“It is always darkest just before the dawn of a new day” goes the old saying. Well, it looks pretty dark when it comes to U.S.‑DPRK relations and the prospects for the Six‑Party Talks, with no significant progress reported this quarter in the quest for a “complete and correct declaration” of North Korea’s nuclear programs and activities. Hope springs eternal, however, as both sides continued to work toward a much needed “third breakthrough” in the next quarter.
Meanwhile, with a change of government in Seoul and an impending change in Taipei, an era of improved relations with Washington may be dawning. It’s a new day in Thailand as well, or perhaps more accurately, a return to the (good?) old days when Thaksin ruled. Election results in Malaysia indicate that politics as usual will no longer be the norm in Kuala Lumpur, while in Russia, a change in leadership seems to represent no change at all. No change is also the operative word when it comes to Burma. Unfortunately, it just appears to be getting darker when it comes to Tibet as well. Finally, with the U.S. economy sneezing, how confident are we that Asia will not soon catch cold?
Six-Party Talks: (still) waiting for Dec. 31
The last quarter of 2007 ended with Six-Party Talks participants waiting for the mutually acceptable “complete and correct declaration” of all North Korean nuclear activities due by Dec. 31. This quarter ended the same way. What little movement that did take place in this first quarter of 2008 seemed mostly in the wrong direction.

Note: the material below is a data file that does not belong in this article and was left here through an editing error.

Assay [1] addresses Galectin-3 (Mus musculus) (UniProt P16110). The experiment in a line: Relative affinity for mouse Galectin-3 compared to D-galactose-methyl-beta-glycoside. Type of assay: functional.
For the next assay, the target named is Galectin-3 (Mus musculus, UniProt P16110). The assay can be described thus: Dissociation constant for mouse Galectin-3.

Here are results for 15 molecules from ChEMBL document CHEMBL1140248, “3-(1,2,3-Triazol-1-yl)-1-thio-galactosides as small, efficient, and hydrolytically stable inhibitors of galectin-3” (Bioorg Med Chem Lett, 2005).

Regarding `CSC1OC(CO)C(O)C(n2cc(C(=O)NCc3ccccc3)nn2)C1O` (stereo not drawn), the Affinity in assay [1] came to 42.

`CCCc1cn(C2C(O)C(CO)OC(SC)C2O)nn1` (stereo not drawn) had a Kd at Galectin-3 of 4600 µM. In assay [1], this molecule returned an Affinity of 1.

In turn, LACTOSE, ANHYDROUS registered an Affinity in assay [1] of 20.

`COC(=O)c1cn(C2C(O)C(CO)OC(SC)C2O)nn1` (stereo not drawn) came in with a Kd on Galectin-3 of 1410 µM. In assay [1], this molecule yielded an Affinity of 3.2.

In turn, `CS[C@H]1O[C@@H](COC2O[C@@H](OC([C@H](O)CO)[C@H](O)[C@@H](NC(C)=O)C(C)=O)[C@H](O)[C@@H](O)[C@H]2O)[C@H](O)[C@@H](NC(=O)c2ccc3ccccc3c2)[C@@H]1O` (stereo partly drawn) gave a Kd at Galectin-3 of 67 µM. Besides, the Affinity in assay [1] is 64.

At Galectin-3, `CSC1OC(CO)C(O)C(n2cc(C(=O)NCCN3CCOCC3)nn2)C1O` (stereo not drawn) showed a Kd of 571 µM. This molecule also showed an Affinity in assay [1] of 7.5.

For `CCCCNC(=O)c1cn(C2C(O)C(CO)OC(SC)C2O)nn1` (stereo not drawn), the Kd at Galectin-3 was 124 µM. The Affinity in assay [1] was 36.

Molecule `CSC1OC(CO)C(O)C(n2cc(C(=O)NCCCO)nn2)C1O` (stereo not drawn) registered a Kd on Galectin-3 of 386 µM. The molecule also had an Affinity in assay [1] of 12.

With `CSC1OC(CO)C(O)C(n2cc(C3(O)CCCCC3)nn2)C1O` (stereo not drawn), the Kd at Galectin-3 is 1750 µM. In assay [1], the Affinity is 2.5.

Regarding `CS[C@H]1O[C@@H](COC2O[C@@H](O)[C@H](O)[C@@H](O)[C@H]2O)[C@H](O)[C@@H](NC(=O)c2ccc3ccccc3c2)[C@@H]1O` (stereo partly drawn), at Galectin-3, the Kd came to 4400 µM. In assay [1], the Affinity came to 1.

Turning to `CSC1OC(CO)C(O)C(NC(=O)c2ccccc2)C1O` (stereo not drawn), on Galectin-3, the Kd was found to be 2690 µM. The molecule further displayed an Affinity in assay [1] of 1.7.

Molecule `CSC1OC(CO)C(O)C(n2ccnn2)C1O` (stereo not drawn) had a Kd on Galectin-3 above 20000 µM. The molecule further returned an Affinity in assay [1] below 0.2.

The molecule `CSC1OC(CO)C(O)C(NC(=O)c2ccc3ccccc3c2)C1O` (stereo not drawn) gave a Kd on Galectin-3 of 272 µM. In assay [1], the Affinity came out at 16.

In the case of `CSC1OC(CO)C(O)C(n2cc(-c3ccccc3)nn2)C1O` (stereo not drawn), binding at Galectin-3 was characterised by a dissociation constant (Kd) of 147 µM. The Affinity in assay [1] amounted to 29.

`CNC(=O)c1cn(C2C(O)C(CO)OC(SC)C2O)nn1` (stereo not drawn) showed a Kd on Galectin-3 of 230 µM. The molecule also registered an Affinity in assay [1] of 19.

In response to an apparent Chinese-suggested compromise, Washington announced that neither separate declarations nor a partial declaration setting aside some issues (read: uranium enrichment and alleged support to Syria) was “politically sustainable.” (A “secret” declaration may be possible, however – more on this later.) As chief U.S. negotiator Assistant Secretary of State for East Asia Christopher Hill warned: “We cannot pretend that activities don’t exist when we know that the activities have existed.” At quarter’s end, Hill was also noting that “we can’t afford any further delays here,” adding that “we do need to make some progress here very soon.”